Education

Lawmakers set to defund Miami school that educated makers of ‘Moonlight’ and ‘Hamilton’

AP

UPDATE: As part of continued negotiations Saturday, House and Senate leaders ultimately agreed late in the day to give New World School of the Arts $500,000 in grant funding in the 2017-18 budget. More here on how that came to be — and why the school’s grant was on the chopping block in the first place.

Florida lawmakers are on the brink of cutting $650,000 in state grant funding to the Miami arts school whose alumni helped create the Oscar-winning film “Moonlight” and the Broadway hit “Hamilton.”

The Florida House wants to entirely defund the New World School of the Arts, while senators propose keeping just $20,000 in aid to the school.

If lawmakers approve such drastic cuts, Miami’s widely admired public arts school would lose the state aid that sustains its dance, music, theater and visual arts programs.

Tarell Alvin McCraney, a New World alum who wrote the play that served as the basis for “Moonlight,” posted a plea to save the school’s funding on Facebook Friday. He asked supporters to call Rep. Roy Hardemon, D-Miami, “And tell em that a kid with no hope who found his way at new world sent you.”

McCraney, a 1999 graduate of the school and an Oscar winner for Moonlight’s adapted screenplay, is only one of the school’s many notable alumni who have found success in film, theater, dance and visual arts. The music director for the Broadway hit “Hamilton,” Alex Lacamoire, attended New World, as did Billy Corben, the director of the 2006 documentary “Cocaine Cowboys.”

“New World is the Juilliard of the South,” Corben said. “In an era when the governor and state legislators are obsessed with [return on investment], you need only look at the alumni list to see the impact New World School of the Arts grads are making on the economy.”

Robert Battle, the artistic director of the internationally famed Alvin Ailey American Dance Theater, and artist Hernan Bas also are among the school’s notable graduates.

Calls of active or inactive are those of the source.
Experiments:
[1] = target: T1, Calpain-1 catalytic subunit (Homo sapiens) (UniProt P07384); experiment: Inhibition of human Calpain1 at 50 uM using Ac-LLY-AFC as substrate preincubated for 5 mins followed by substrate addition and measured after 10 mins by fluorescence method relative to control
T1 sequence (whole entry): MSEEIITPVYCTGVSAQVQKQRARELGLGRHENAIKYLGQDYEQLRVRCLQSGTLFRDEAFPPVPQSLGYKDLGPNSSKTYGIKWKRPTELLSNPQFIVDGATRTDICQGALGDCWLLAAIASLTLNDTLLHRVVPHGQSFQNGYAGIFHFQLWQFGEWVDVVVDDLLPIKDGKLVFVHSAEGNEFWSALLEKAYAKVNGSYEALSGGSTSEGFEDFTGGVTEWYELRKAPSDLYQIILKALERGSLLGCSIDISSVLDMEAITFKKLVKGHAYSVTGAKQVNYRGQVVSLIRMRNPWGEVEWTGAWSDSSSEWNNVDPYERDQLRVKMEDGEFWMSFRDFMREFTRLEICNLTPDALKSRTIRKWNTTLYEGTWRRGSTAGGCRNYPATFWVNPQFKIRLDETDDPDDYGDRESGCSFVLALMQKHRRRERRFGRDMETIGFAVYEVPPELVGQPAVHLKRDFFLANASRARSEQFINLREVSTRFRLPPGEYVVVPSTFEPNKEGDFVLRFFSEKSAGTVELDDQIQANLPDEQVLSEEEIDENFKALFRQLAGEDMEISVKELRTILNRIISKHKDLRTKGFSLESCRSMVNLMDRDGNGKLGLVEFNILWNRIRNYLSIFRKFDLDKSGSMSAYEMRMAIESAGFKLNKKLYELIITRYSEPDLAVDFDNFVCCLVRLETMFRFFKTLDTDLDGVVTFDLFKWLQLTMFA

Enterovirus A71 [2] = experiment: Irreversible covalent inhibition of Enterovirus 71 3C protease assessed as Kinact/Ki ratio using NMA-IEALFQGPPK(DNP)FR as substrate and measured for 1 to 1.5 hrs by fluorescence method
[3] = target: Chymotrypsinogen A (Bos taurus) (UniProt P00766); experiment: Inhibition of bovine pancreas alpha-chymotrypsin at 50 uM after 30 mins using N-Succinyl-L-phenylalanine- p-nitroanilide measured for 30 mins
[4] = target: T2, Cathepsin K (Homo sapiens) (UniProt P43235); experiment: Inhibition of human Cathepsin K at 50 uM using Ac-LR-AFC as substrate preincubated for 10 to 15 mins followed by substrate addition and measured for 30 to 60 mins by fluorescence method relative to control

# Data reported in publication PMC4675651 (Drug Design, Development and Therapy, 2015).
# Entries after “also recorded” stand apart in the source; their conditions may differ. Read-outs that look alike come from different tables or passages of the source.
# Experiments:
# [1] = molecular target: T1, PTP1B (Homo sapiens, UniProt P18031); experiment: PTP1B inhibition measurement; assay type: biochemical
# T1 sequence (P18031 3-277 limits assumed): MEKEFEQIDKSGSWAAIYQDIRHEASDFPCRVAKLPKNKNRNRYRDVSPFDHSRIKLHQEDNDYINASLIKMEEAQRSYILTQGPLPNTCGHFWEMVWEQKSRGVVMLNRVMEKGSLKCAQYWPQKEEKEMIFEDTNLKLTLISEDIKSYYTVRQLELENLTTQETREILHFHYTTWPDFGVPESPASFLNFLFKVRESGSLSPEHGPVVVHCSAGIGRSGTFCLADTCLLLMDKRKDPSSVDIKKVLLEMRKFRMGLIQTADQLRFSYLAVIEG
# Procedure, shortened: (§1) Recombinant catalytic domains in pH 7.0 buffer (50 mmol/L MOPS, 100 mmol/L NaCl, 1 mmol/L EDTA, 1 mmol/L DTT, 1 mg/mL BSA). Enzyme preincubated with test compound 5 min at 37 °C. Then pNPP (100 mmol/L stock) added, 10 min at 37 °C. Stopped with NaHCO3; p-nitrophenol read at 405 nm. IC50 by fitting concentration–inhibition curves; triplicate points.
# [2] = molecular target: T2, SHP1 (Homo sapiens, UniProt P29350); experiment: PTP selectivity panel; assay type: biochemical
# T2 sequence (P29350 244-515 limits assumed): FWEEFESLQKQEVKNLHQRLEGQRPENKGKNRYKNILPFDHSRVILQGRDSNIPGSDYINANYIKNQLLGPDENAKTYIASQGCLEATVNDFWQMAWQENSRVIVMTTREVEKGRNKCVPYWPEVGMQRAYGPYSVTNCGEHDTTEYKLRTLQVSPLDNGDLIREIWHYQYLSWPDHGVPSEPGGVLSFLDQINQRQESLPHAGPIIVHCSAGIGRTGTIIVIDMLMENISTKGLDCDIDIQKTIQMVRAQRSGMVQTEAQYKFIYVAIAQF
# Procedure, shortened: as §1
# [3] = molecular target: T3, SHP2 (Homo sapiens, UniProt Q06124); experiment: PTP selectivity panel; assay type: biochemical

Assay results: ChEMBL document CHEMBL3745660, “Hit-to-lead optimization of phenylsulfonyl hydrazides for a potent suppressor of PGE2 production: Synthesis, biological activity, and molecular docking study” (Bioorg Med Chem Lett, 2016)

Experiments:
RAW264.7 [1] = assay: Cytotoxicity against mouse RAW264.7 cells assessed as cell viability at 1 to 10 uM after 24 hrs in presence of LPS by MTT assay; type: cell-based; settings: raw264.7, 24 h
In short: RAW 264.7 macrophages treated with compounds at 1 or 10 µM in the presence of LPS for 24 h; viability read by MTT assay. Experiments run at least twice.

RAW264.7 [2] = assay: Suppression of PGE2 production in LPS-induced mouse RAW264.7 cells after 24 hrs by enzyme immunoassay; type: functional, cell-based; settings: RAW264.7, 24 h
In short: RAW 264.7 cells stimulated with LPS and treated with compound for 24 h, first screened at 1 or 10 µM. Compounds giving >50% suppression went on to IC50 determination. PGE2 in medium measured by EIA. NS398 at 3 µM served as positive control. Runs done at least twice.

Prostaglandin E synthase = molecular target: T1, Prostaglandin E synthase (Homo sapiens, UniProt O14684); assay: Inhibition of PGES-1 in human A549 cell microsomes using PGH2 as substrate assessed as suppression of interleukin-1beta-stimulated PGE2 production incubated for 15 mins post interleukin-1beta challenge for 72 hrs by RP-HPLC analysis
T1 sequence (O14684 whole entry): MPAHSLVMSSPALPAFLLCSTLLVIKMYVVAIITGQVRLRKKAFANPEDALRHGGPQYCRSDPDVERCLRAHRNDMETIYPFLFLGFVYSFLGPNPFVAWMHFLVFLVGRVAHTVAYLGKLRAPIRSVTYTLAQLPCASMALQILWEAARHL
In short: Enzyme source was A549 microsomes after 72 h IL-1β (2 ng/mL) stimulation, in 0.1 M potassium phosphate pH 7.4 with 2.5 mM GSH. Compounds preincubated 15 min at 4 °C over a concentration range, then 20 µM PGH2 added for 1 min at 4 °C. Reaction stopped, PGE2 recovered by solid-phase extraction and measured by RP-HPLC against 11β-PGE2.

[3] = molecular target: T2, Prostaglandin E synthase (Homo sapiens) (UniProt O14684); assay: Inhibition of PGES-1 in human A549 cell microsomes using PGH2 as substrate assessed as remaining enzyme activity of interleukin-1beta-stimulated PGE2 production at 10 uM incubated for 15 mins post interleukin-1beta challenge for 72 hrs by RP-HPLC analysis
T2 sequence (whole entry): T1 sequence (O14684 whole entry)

“Inconceivable, that in a year when the state sits on billions of surplus revenue, education in general and an appropriation for one of the country’s most prestigious schools would be compromised or underfunded,” said Miami-Dade Schools Superintendent Alberto Carvalho. The superintendent was in Tallahassee on Thursday lobbying to save the school’s funding, among other education priorities. The school district operates New World in collaboration with Miami Dade College and the University of Florida.

The proposed budget cuts were first reported by Grant Stern, a Miami columnist and radio broadcaster who is also a New World alumnus.

The Florida Legislature has allocated funding for New World every year since the school was first created by the Legislature in 1984, according to Iraida Mendez-Cartaya, who lobbies in Tallahassee on behalf of the Miami-Dade school district.

Funding for the school’s core academic programs comes from the same pot of state and local education money as any other school, but the line item funds the supplies, equipment and venue rentals for the arts programs. “It’s not the academic piece, it’s all of the other pieces that are part of a high-end, nationally recognized visual and performing arts school,” Mendez-Cartaya said. “What a shame if we were to lose it this year.”

Legislators have until Tuesday to decide on the entire state budget, because of a three-day cooling off period that’s required before lawmakers can vote on the final budget. The 2017 session is scheduled to end May 5. The proposed cuts come amid ongoing budget negotiations, which will continue over the weekend. It was not immediately clear why funding for New World was on the chopping block.

Mendez-Cartaya said the Miami-Dade school district is working with the Dade delegation to mitigate the loss of funding.

Gov. Rick Scott’s recommended budget called for keeping the funding level for the school the same for 2017-18.

Like the House, the Senate also originally wanted to entirely defund the school’s grant. But Miami Republican Sen. Anitere Flores convinced senators to include $20,000 for New World through an amendment in the Appropriations Committee earlier this month.

The school also has supporters in the House. “It helped educate our kids and I don’t want to see any education cuts, it’s as simple as that,” said Rep. Hardemon on Friday afternoon. Rep. Nick Duran, D-Miami, also Tweeted out his support for New World.

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